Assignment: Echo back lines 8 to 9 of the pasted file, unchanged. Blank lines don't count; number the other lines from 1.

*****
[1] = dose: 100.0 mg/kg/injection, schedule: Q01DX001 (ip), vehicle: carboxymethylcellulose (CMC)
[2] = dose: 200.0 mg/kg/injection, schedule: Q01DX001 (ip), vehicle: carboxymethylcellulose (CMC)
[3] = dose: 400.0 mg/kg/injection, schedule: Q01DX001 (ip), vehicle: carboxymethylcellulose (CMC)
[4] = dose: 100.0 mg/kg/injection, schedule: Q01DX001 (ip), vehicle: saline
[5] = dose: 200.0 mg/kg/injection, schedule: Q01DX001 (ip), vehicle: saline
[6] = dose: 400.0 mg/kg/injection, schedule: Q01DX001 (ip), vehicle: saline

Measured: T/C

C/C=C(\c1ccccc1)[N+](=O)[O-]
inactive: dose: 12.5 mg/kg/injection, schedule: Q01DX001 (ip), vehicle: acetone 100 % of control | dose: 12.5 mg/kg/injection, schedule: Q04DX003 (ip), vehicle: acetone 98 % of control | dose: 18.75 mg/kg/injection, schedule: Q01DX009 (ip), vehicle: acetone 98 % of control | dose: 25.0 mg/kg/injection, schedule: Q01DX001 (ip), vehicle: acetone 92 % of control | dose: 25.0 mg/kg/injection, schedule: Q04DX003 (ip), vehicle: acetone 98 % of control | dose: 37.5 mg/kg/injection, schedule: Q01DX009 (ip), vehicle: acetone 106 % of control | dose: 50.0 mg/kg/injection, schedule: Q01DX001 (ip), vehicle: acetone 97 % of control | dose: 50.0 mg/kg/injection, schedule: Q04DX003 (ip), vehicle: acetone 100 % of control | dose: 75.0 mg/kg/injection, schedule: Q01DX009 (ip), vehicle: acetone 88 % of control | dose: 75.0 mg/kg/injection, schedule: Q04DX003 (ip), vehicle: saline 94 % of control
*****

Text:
C/C=C(\c1ccccc1)[N+](=O)[O-]
inactive: dose: 12.5 mg/kg/injection, schedule: Q01DX001 (ip), vehicle: acetone 100 % of control | dose: 12.5 mg/kg/injection, schedule: Q04DX003 (ip), vehicle: acetone 98 % of control | dose: 18.75 mg/kg/injection, schedule: Q01DX009 (ip), vehicle: acetone 98 % of control | dose: 25.0 mg/kg/injection, schedule: Q01DX001 (ip), vehicle: acetone 92 % of control | dose: 25.0 mg/kg/injection, schedule: Q04DX003 (ip), vehicle: acetone 98 % of control | dose: 37.5 mg/kg/injection, schedule: Q01DX009 (ip), vehicle: acetone 106 % of control | dose: 50.0 mg/kg/injection, schedule: Q01DX001 (ip), vehicle: acetone 97 % of control | dose: 50.0 mg/kg/injection, schedule: Q04DX003 (ip), vehicle: acetone 100 % of control | dose: 75.0 mg/kg/injection, schedule: Q01DX009 (ip), vehicle: acetone 88 % of control | dose: 75.0 mg/kg/injection, schedule: Q04DX003 (ip), vehicle: saline 94 % of control